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    Thread: Don't forget to secure any loose items in the cabin before landing!

    1. Member mx5er's Avatar
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      03-07-2017 05:05 AM #1
      Yikes!!!



      Apparently, the flash seen when the Tomcat landed was the pilot being ejected!!! Right through the canopy

      One of the comment said the RIO in the back had secured a GPS unit onto a grab handle. But he didn't secured the GPS unit for the landing. So when the Tomcat landed, the sudden force from the landing dislodged the GPS unit which struck the rocket motor in the pilot's ejection seat. And since the pilot didn't initiate the ejection by grabbing the ejection handle, the canopy was still there and the pilot just shot right through it. Yikes.

      Second entry: http://www.anft.net/f-14/f14-serial-loss.htm

      So after the Tomcat came to a halt, I'm guessing the arresting wire was the only thing holding the aircraft in place while the RIO was just sitting there with the engines running. And I think I saw one of the deck crews run over and place a wheel chock to make sure the aircraft doesn't start rolling. I'm sure the first thing to do was to shut down the engines. Can the RIO do that? Or is there some sort of master switch mounted on the outside of the aircraft where a ground crew member could easily shut the whole thing down during an emergency?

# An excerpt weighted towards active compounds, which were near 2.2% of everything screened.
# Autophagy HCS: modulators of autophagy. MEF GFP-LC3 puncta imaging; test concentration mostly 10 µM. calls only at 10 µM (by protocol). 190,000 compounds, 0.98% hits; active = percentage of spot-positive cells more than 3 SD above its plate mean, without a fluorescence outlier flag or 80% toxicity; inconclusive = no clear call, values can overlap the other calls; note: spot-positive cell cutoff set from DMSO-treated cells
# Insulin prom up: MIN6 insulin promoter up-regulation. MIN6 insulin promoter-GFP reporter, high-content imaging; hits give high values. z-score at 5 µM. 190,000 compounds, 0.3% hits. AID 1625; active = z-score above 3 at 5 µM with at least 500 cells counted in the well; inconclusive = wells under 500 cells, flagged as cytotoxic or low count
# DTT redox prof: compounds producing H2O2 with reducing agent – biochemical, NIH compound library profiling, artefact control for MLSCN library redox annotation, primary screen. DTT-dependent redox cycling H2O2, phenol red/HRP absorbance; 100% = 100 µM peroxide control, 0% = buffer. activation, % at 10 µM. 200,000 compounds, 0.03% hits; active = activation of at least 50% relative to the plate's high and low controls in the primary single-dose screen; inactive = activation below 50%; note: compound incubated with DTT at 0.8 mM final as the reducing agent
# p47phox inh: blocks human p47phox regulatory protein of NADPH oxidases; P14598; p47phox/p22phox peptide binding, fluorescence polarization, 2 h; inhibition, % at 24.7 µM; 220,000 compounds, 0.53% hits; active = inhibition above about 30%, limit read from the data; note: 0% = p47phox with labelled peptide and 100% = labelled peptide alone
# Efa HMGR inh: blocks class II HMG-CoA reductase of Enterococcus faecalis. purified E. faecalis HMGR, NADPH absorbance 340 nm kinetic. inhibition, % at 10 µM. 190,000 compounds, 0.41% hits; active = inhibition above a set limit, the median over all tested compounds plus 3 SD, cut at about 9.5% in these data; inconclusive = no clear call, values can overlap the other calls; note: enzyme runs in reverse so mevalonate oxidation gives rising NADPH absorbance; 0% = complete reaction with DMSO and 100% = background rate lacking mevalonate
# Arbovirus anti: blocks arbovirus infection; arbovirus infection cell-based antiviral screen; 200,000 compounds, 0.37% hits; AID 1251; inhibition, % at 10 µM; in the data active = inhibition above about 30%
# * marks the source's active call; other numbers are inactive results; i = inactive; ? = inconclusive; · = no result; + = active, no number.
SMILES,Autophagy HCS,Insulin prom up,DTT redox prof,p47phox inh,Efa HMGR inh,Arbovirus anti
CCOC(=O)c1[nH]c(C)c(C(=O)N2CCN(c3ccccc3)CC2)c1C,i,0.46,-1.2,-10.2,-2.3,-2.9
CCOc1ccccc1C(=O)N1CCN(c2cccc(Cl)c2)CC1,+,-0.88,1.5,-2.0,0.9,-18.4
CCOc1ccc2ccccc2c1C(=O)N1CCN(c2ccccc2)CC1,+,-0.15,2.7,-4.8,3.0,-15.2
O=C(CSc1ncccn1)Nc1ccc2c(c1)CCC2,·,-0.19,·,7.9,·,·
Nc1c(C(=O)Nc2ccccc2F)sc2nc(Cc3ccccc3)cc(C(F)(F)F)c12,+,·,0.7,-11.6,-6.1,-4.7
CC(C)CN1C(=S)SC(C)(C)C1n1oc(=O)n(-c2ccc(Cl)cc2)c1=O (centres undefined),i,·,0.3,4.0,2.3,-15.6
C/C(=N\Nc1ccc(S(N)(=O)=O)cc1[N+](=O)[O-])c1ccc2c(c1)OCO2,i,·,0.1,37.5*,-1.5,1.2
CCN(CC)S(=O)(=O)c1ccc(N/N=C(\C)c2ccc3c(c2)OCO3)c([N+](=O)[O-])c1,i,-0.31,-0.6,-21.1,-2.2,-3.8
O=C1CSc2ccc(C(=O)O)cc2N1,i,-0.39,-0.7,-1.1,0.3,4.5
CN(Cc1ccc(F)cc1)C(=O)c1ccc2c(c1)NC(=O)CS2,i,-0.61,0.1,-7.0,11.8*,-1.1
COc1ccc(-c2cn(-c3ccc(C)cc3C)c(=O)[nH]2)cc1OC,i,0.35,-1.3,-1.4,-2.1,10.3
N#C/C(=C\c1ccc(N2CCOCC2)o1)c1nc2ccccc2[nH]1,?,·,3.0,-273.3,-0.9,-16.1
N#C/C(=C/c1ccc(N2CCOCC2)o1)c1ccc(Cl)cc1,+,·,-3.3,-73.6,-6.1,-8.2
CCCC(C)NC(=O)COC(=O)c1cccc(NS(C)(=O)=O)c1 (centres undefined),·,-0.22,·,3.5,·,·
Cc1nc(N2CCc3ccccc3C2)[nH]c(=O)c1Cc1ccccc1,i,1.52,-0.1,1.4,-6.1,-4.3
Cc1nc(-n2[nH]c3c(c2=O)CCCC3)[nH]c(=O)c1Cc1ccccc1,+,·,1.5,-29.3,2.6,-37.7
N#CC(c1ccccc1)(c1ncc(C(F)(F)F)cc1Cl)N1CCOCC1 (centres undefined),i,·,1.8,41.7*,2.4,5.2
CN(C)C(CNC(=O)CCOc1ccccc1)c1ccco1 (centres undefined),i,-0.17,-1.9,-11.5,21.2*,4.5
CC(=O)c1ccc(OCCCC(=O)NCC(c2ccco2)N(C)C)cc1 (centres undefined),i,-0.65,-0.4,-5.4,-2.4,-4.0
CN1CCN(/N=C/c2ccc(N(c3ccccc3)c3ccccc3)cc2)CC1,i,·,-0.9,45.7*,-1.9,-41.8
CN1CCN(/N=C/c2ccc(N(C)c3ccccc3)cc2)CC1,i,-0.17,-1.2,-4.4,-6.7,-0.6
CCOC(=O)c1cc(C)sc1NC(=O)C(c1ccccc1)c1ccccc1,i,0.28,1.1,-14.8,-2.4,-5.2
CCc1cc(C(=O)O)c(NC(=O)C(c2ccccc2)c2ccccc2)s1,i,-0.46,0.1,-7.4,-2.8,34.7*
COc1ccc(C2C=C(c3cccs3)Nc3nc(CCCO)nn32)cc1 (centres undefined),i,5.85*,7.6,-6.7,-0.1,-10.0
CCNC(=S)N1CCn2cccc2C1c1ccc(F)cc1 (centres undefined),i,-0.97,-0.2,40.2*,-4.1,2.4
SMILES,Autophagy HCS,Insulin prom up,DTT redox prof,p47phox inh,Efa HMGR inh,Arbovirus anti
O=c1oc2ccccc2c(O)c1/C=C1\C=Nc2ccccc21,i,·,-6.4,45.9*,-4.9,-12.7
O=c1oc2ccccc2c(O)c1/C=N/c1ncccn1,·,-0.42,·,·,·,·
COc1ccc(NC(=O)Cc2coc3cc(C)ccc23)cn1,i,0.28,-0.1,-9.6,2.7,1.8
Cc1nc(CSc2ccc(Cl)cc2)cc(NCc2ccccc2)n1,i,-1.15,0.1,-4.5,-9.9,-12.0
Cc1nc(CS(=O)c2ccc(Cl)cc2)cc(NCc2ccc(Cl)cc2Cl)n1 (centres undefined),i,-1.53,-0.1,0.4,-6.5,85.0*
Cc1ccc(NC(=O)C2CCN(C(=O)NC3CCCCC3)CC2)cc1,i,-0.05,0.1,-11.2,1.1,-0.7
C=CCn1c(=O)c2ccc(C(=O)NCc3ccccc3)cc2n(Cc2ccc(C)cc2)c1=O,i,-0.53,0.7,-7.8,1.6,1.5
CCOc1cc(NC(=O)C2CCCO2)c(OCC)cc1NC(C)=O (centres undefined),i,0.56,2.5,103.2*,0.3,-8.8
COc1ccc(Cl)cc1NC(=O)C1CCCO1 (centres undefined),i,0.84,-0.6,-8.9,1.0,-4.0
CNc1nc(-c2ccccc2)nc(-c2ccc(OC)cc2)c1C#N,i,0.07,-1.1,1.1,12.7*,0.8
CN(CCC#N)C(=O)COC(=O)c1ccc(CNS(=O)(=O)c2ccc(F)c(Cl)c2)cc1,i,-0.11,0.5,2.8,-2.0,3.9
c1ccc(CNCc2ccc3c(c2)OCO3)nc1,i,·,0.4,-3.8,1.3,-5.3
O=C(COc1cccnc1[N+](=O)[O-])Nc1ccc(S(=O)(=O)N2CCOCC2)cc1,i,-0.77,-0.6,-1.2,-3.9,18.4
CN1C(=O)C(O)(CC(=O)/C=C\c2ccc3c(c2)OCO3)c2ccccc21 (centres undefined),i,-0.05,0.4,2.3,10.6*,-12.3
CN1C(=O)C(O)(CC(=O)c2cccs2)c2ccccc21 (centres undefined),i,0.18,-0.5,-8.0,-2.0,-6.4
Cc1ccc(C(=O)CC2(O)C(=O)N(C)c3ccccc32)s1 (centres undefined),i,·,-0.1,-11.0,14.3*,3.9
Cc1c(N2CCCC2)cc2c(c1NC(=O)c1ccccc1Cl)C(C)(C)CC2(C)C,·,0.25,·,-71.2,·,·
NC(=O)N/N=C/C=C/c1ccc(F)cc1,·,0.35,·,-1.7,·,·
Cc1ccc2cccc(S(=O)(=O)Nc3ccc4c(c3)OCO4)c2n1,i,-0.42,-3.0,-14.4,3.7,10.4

2. Member JTinFocus's Avatar
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      03-07-2017 08:58 AM #2



      So "...the pilot was recovered..." alive?
      Quote Originally Posted by Timothy Leary
      The universe is an intelligence test.

    3. 03-07-2017 04:14 PM #3
      I'll ask my dad if the RIO can shut it down, but I'd imagine so. On some planes there is definitely a manual firing possibility with the seats in the event that the canopy doesn't open...but jesus that'd suck. Normally you're best bet is to be tightened up and ready to eject when you do - not have it happen by accident at the moment when you're doing the most frightening thing you do on a carrier tour - landing, at night...

      At first watch I thought they made a bad landing and had jumped the gun and punched out. In many instances if you don't have enough fuel to go around again and you're on your last approach and f_ck it up you've got to punch out or ride it into the water, etc.

    4. Member NWarty's Avatar
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      03-07-2017 05:54 PM #4
      Love that site

      One of my favorites: On Nov. 6, 2002 this F-14 took off from Fallon Naval Air Station with a VIP in the back seat - a naval officer from the cruiser Anzio who was on what the military calls a "FAM Hop," or familiarization ride. In flight, when the pilot pulled a "negative 1g," the gravity force moved the officer nearly off his seat. He reached down to reposition himself and accidentally pulled the ejection lever. The cockpit canopy flew off and out went the VIP. The ejection system automatically opened the VIP's parachute. He landed safely in the Nevada desert and waited for his rescue. The F-14 returned to base.